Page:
How did you get started making art?
As soon as I could hold a crayon I would be drawing. I grew up in a studio so there would be things around to use. My mom would be encouraging me. She would give me watercolors and brushes.
Did you receive any formal art training? Where and what did you major in?
I did, in school I actually transferred to a private school my junior and senior year. There was a really great art teacher I wanted to study under, Mrs. Unger.  Then, I went to Tyler for college.
Please describe your work in general for the readers?
I would say abstract but organically based and inspired by nature.
What is your medium?
Mainly encaustic, but I do work in acrylic and sometimes pencil; I do drawing as well.
How do you do choose your subject matter? 
I find my paintings as I paint them. So, a lot of times there are things that may be in my head but I like to paint the paintings through the process of making them. Later, down the road, I find them. I usually work on about six at once, all different sizes. That way if I get really frustrated with one, I move to another.
What are your thoughts on perfection?
Well I think every artist is a perfectionist to some extent. People ask me what is my favorite painting. I have some I like better than others, and have some that I think are more successful than others. But I have not painted perfection yet. I may never paint that painting. If I painted a painting that I thought was perfect than I would have no reason to keep going.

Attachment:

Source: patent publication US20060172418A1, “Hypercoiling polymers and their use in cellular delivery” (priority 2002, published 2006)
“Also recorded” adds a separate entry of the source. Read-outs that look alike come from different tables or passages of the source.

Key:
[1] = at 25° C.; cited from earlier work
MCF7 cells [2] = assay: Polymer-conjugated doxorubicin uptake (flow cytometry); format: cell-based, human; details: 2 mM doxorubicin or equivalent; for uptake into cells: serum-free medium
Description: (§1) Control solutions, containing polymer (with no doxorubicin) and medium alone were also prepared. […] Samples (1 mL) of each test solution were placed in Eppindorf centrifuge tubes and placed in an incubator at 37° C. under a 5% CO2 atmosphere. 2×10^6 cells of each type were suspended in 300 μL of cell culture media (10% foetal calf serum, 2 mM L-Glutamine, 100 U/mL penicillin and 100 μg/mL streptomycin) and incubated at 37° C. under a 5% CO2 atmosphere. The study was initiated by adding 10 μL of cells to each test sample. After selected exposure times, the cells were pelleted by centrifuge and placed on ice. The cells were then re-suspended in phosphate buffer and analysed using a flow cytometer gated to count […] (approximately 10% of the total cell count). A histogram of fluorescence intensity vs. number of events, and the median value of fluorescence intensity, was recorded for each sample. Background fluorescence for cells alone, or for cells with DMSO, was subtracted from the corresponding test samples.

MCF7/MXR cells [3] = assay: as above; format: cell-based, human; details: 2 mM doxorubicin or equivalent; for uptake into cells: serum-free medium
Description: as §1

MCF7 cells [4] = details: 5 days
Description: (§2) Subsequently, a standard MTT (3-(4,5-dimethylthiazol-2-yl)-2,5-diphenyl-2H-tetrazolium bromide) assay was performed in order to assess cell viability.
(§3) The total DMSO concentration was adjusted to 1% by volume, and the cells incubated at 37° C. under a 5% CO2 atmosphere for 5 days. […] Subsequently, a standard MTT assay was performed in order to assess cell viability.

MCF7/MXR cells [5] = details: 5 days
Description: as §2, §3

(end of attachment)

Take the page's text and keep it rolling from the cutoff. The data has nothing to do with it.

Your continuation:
What are a few tips for encaustic painters?
Oh be careful about the fumes. And be careful about the flames. At Tyler I got into using wax and someone said, “Why don’t you try encaustic?” But I couldn’t do it on the premises because of the fumes.  So I had to do it at home. At the time I was living in an apartment so my studio was in the basement with a tiny little window and a tiny little fan. I hadn’t researched it a ton and was in love with Prussian blue. I started getting really sick: fatigued, achy, and had a weird taste in the back of my mouth.  Out of curiosity a friend looked it up for me and found out that Prussian blue produces cyanide gas. So, I found out I was giving myself cyanide poisoning.
How do you decide when an artwork is done?
Obviously I was trained at Tyler and so I  know certain things, but honestly it’s like a fight going on with all the paintings I am working on. I kind of go around and around; most of the time its very angsty with all that’s going on. People think I am crazy, but I guess I kind of am. When we’re not fighting any more its like “Oh this is all you need.” It doesn’t mean its good, but it’s done.
Who has been the biggest influence in your life?
Family and friends. Jeff Schaller, you have been very encouraging.
What would you like your daughter to remember about you?
That I love her. Some people say, “Maybe you should just go on sabbatical?” But, I would much rather have her see her mother working very hard and struggling financially while pursuing something she loves.
What inspires you?